Chestnut Wars: Squirrels vs. Old Asian Ladies

I wish I had a picture of this to accompany this post, but alas, every time I see this happen it's because I'm on a run and don't have a phone or a camera with me to capture it. Unless you live in Queen Anne in Seattle and have seen it for yourself, you're just going to have to take my word for it.

Bigelow Avenue, located on the eastern side of upper Queen Anne, has a number of large, old, and prolific chestnut trees. In the late summer, these trees begin the process of shedding the chestnuts, which look like this:

Gross, I know. They look much prettier once they have shed those hairy exteriors. I don't have to tell you what that second image looks like. Let your imagination go there. 

Anyway, the first time I encountered these chestnuts was a couple of years ago while running with our dog, Cassie. I had no clue what they were at first, but Cassie decided they were devil spawn and would come screeching to a halt so that she could gingerly pick her way through the accumulating morass on Bigelow. As summer turned to fall and the pretty brown chestnuts began emerging from their hairy cocoons, I started to notice something strange during these strictly enforced periods of tedious walking: little old Asian ladies out on the street, particularly early in the morning, collecting these chestnuts in canvas sacks. 

At first I was convinced it was a random one-off, but for weeks, every time I would go for a morning run, the old ladies would be there, quietly wandering around picking up chestnuts up off of the street. Now, mind you, Bigelow is a gorgeous, curving, tree-lined avenue full of expensive houses that overlook downtown Seattle and Lake Union. Based on the behavior of the chestnut collectors, I can only imagine that the relationship between them, the homeowners, and the chestnut trees, must be some long-standing, unspoken agreement, because these ladies frequently walk right up onto people's porches to grab choice chestnuts, root around in the hedges, and wander along the sides of houses in what had to have been plain view of the homeowners. I continue to be absolutely baffled.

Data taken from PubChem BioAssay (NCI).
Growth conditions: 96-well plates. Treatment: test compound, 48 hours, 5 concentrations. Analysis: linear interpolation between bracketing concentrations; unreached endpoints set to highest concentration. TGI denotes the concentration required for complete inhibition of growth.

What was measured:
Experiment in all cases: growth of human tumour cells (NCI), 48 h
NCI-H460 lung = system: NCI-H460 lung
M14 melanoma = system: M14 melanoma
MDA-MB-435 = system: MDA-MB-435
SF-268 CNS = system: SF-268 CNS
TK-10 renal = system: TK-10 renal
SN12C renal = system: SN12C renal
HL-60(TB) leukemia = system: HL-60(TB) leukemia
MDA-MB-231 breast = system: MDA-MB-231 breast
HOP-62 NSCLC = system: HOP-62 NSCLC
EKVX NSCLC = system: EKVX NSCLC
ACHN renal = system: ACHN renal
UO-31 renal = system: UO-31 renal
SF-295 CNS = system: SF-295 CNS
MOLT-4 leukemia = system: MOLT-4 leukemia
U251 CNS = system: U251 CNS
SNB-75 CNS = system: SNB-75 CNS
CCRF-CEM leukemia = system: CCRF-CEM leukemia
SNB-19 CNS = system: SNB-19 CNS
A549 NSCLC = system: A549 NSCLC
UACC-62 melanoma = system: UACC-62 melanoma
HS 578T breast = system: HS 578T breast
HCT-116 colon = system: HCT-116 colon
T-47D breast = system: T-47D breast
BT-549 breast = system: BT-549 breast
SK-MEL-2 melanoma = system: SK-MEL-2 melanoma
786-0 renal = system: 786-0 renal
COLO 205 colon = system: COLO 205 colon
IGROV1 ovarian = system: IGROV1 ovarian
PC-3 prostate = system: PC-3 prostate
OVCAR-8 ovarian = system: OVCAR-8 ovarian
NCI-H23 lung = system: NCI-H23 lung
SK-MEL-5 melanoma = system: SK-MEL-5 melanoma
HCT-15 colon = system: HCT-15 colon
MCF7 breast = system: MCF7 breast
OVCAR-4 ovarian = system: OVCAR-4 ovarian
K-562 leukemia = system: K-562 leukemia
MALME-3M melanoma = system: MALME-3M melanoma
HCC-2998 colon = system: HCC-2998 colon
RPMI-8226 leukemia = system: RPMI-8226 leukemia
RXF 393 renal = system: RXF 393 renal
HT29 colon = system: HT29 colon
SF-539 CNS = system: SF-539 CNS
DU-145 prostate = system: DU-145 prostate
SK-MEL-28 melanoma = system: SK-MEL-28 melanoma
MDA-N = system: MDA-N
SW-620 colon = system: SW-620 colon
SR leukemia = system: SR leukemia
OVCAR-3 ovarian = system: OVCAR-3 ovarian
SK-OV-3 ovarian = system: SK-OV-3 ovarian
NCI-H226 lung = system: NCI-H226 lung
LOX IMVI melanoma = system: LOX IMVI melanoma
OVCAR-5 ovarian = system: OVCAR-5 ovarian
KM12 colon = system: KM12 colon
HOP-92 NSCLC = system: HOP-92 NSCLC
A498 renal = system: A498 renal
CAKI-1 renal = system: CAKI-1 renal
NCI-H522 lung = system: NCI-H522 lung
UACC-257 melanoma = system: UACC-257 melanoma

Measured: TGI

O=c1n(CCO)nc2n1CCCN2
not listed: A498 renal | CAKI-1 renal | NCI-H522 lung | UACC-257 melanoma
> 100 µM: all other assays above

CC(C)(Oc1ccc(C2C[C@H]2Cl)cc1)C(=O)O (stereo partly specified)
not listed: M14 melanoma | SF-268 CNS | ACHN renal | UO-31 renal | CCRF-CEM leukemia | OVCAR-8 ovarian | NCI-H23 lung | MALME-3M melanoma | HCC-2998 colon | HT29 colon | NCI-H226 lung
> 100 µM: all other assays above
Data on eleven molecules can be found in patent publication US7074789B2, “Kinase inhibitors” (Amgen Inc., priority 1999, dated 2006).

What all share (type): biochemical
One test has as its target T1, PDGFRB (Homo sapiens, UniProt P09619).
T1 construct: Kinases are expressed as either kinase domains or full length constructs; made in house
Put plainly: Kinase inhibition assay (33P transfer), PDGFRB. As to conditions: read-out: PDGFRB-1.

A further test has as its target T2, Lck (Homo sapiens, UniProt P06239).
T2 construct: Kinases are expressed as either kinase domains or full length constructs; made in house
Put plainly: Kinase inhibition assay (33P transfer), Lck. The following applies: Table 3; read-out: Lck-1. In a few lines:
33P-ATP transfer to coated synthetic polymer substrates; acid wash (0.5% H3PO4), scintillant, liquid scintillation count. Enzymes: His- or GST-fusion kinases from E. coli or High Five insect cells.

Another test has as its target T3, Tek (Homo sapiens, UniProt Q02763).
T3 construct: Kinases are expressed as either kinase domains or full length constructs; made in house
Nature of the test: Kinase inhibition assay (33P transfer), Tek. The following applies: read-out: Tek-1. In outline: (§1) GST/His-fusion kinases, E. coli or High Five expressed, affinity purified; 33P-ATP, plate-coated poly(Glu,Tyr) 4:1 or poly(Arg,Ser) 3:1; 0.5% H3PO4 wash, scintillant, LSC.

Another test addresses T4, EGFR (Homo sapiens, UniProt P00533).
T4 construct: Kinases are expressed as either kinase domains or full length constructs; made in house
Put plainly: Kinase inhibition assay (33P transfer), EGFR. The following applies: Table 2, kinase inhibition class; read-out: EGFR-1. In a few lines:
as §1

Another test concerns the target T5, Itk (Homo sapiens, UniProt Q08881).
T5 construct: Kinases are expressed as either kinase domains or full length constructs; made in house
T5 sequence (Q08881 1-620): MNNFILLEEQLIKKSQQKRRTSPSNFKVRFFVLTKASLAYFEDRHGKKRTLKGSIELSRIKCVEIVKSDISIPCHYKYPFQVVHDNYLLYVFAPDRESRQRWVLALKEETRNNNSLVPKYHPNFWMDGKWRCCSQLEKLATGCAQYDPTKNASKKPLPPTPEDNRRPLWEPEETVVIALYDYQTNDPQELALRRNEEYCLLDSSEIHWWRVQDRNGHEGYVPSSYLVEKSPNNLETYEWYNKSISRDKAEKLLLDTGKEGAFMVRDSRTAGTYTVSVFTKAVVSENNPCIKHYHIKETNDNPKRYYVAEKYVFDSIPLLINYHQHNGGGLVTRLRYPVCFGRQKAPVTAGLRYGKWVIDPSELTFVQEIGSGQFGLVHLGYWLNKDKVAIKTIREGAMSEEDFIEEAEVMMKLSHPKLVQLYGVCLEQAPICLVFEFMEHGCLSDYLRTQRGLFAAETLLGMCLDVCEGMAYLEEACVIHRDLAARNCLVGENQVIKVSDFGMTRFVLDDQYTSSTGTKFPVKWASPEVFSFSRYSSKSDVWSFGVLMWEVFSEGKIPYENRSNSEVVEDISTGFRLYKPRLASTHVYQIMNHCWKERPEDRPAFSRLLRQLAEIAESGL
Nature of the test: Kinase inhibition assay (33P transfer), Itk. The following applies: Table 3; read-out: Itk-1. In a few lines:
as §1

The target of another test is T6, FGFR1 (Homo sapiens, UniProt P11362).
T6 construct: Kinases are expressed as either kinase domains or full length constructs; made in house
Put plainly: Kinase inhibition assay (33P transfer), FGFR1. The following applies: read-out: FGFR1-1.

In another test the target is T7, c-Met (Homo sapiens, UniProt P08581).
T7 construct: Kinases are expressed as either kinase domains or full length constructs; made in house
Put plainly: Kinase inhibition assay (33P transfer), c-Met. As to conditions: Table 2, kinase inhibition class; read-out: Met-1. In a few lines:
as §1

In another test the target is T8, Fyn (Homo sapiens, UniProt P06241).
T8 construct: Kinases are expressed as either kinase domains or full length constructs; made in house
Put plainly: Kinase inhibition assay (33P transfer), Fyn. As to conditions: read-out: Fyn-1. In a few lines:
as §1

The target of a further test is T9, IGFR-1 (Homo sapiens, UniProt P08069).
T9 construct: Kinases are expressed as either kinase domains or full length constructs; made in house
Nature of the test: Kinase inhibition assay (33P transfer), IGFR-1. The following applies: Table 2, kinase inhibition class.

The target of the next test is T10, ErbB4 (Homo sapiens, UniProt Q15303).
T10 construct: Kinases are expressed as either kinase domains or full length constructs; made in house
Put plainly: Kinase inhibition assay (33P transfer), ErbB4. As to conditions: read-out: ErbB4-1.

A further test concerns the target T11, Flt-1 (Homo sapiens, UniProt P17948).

Fast forward to this fall. It's a Saturday morning in September, around 7:30am. Cassie and I are out for a run. We hit Bigelow Avenue, Cassie invariably stops dead in her tracks because God forbid she should actually come into contact with a chestnut, I swear loudly as my shoulder nearly comes out of its socket. I look up and sure enough, the street is speckled with old Asian ladies gathering chestnuts. But this time, something is different. The old Asian ladies have competition. The local squirrels have apparently realized that their bounty is being adversely possessed, and they have decided that it is fuck-this-shit o'clock.

In case you've been living under a rock and have never encountered a squirrel in a park somewhere, let me tell you, they are aggressive little fuckers. 

If they think you have food, or they think you're about to take their food, they will come after you, darting up to you in as menacing a way as an animate bottle brush can muster. And let me tell you, they were pissed about these old Asian ladies bogarting their chestnuts. They were running circles around them, grabbing chestnuts off the ground as quickly as possible, hissing and flicking their tails around. The old Asian ladies, for their part, were hissing right back, swinging their bags of chestnuts at the squirrels and kicking empty chestnuts shells in an effort to distract them.

As I stood their, somewhat dumbstruck by the scene unfolding in front of me, my shoulder once again almost came unhinged when Cassie looked up from the hell spawn long enough to do this: 

For the next half a mile, I was dragged through a gauntlet of chestnuts, Asian ladies, and squirrels as my damn dog unleashed mayhem trying to catch one of these greedy, aggressive little rodents. Sadly for Cassie, tree-climbing is not within the realm of her capabilities, although God knows she tried.

As of last week, the chestnuts are gone, as are the Asian ladies. The detritus was removed by street sweepers, and has been replaced with a slippery, slimy coating of fall leaves. The squirrels are still their to ensure that my arm doesn't stay in its socket for too long, although they are spending a lot less time on the ground and a lot more time in the trees these days. I'm sure that this process will repeat again starting next August. It may finally be time for me to throw in the towel and leave Cassie behind.


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